Programming Assignment 4: Wumpus world in Prolog

Table of Contents

Problem Domain

You will be considering the Wumpus world introduced in Russell and Norvig (2009) Chapter 7. For this programming assignment you’ll use Prolog’s ability to do inference in order to write an agent that will make safe moves within its world.

Project Infrastructure

You will need to download and install your own version of SWI-Prolog. It is freely available from for major operating systems. Major Linux distributions have copies available within their package system.


The code for this project consists of several Prolog files, some of which you will need to read and understand in order to complete the assignment. You can download all the code and supporting files as a zip archive.

Files you'll edit: This is an empty skeleton program. Your assignment is to flesh out the details.
Files you want to look at: The main file that describes the wumpus world. Useful for implementing the algorithms.

Running the code

Start SWI-Prolog:
Load the world simulator:
?- [wumpus_world].
Load the agent:
?- [my_agent].
Run the agent:
?- evaluate_agent(1, Score, Time).
Correct to: "wumpus:evaluate_agent(1, Score, Time)"? y

If you read the output, you’ll see the default agent just moves forward. It does this in the world shown in Russell and Norvig’s Figure 7.2, which causes the agent’s dead rather soon. (You use ˆD to exit the programming environment.)

You will need to edit produce a more rational movement. To do this you will need to define an intelligent run_agent(Percept,Action). The percepts are provided as a list of five elements [Stench, Breeze, Glitter, Bump, Scream], where you receive a “yes” or a “no” in the respective position. There is also an init_agent function which you can use for initialization.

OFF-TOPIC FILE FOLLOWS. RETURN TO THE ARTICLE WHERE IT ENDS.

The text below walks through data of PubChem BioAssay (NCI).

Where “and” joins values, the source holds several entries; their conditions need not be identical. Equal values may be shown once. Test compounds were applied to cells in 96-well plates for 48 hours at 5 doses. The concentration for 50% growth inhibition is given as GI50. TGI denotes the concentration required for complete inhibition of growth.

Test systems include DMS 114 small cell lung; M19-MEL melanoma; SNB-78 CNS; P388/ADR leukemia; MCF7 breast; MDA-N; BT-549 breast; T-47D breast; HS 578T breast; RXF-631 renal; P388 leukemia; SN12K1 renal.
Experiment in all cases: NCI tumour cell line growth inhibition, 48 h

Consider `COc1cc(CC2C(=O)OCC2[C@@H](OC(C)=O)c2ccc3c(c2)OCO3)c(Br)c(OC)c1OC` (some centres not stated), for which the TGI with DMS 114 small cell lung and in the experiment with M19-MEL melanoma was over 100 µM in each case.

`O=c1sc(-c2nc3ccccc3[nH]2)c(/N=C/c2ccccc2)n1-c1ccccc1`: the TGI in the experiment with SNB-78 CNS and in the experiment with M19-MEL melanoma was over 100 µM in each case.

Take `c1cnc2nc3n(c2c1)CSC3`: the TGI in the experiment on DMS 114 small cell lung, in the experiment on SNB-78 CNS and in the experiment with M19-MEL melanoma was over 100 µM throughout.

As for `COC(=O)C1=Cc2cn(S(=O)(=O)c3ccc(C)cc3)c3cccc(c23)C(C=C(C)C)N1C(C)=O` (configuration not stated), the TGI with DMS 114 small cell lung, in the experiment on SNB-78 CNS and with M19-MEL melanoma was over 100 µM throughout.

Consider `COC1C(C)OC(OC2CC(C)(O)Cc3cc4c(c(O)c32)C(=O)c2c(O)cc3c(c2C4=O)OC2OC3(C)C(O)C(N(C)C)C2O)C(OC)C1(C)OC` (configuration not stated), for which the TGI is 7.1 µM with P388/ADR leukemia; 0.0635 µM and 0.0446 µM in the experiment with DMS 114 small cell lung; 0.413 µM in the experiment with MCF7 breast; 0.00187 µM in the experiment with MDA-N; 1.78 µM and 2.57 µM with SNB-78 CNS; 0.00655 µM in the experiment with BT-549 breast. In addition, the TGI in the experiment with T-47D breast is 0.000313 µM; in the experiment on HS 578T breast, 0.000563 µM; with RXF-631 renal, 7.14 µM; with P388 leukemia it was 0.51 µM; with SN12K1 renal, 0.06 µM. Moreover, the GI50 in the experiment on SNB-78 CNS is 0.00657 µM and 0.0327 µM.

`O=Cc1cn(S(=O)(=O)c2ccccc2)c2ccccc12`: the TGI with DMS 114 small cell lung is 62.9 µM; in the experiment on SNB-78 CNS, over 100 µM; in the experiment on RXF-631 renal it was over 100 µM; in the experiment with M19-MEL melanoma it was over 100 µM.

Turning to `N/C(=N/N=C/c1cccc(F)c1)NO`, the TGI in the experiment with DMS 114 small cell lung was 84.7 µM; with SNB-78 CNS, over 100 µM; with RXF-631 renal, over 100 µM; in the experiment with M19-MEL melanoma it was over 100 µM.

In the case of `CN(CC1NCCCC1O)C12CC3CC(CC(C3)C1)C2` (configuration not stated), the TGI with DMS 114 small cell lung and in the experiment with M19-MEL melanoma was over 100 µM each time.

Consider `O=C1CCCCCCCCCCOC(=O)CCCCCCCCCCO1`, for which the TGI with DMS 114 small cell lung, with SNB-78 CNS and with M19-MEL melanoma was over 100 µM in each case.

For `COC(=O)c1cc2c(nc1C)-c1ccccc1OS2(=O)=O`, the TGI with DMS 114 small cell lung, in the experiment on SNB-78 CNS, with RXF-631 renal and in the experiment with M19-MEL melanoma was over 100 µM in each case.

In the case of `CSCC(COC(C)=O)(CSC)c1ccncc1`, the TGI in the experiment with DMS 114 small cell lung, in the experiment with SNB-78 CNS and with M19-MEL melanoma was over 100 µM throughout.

The simulator knows the total state of the world, while your agent will know only what it senses through its perceptions. Initially the agent knows only the perceptions in position (1,1) and in order to acquire other information must be moved in other cells of the grid. Your agent must maintain its own state, containing all the information that gradually becomes available. The state will have to be update with the new perceptions every time an action is executed, and this information must be represented so as to permit reasoning (via interference) as to what operations are safe.


Submit your assignment via TAMU eCampus using these submission instructions

  • Files to include in zip file:
    • The code you wrote for this assignment.
    • A short README.txt file with the following information:
      • Name: (Your name)
      • UIN: (Your TAMU UIN)
      • A description of how to run the submission.
      • A list of the resources used (e.g., online forums, links to example code on the web, etc.).
      • A statement of the Aggie Code of Honor.
      • Additional comments: ...

You may discuss this openly with your friends and classmates, but are expected to write your own code and compile your submission independently. If in doubt about whether a resource you used should be included in the list of resources, err on the side of caution and include it.

Academic Integrity: "An Aggie does not lie, cheat, or steal, or tolerate those who do." For additional information please visit:

Getting Help: You are not alone! If you find yourself stuck on something, contact the TA for help. Office hours are there for your support; please use them. If you can't make our office hours, let us know and we will schedule more. We want these projects to be rewarding and instructional, not frustrating and demoralizing. But, we don't know when or how to help unless you ask.